Do I need to send a Save the Date to all my guests?
No, you are not required to send a Save the Date to everyone on your guest list. Many brides cut costs here by sending Save the Dates only to those guests who will be traveling or who will likely need to make arrangements far in advance. Of course the benefit of sending a Save the Date card to every person you are hoping will attend is that you are increasing the likelihood that they will reserve that date and will, in fact, be able to attend your special day. If, for whatever reason, you do choose to send Save the Dates only to a select number of guests, there is just one rule to follow. Make sure they are sent to all people who have any reason to interact with each other. Imagine how hurt your cousin Sally would be if she visited your aunt May and saw your beautiful Save the Date hanging on her refrigerator, only to realize she had not been sent one and have no idea why.It should be noted that a Save the Date is just that. It's doesn't do double duty as an engagement announcement to everyone you know...and therefore should only be sent to those people you will absolutely be inviting to your big day!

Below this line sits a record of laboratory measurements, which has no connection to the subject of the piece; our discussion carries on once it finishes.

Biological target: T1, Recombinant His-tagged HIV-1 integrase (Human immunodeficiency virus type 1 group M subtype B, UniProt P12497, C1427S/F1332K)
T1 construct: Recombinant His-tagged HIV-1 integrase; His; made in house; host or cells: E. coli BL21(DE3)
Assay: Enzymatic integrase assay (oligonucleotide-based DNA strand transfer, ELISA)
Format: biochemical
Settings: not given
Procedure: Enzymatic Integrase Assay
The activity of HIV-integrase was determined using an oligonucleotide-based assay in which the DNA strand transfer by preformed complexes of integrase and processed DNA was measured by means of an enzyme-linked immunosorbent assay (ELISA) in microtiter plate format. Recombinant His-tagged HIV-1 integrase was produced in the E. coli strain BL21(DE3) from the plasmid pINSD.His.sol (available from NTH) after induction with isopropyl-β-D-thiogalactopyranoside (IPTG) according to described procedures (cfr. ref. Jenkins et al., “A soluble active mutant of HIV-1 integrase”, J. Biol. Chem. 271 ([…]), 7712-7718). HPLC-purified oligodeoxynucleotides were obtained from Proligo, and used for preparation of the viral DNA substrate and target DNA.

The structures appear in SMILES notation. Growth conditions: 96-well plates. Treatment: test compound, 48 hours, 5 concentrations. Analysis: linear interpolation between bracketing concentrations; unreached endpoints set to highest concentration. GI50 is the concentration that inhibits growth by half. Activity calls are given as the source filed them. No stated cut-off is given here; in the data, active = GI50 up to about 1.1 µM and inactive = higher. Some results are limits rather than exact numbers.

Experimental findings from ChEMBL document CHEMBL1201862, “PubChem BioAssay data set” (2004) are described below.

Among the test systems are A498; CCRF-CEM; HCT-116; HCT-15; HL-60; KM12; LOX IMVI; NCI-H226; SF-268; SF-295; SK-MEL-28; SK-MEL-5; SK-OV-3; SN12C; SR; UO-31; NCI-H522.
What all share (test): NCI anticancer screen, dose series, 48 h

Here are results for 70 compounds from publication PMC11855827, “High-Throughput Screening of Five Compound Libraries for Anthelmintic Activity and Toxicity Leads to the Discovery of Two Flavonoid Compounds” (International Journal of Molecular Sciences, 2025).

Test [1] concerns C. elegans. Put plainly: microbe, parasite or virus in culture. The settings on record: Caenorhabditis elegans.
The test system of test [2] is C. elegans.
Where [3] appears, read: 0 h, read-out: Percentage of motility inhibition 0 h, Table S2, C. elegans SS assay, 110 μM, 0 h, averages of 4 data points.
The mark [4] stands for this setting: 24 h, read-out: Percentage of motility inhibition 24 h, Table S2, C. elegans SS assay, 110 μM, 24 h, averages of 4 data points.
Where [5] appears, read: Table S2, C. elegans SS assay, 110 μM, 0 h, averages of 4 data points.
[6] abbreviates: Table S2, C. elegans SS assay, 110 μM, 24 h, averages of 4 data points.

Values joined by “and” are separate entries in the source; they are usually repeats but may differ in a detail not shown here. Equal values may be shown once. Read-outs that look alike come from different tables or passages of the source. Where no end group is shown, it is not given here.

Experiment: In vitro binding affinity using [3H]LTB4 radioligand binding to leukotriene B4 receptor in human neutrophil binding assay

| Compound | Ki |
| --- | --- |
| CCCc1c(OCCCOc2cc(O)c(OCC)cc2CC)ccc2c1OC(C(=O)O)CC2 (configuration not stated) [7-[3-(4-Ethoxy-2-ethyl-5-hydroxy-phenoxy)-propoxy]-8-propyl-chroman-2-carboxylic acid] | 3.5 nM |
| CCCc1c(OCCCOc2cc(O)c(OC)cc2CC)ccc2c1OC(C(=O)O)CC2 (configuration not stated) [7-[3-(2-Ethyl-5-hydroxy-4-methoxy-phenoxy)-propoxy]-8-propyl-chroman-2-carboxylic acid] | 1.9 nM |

Thursday, January 13, 2011
This has been a helluva week at work, so I am falling behind on the blogging. I want to "re-blog" this post about finding the perfect florist. I promise new brides it is HELPFUL!
How to Pick the perfect Florist:
Word of mouth is always your safest bet. If the florist's service and work comes highly recommended, chances are they will do a good job for you. Do your research by going to bridal shows and looking at online pictures from your store's website. Make appointments to visit at least 3 different florists.
When you visit each florist, look at pictures of their previous work and look around their shop.
* Do you like the arrangements that you see in the shop's displays?
* Do the flowers in the pictures look fresh or are the petal edges brown?
* Are the pictures dated or are they following the current trends?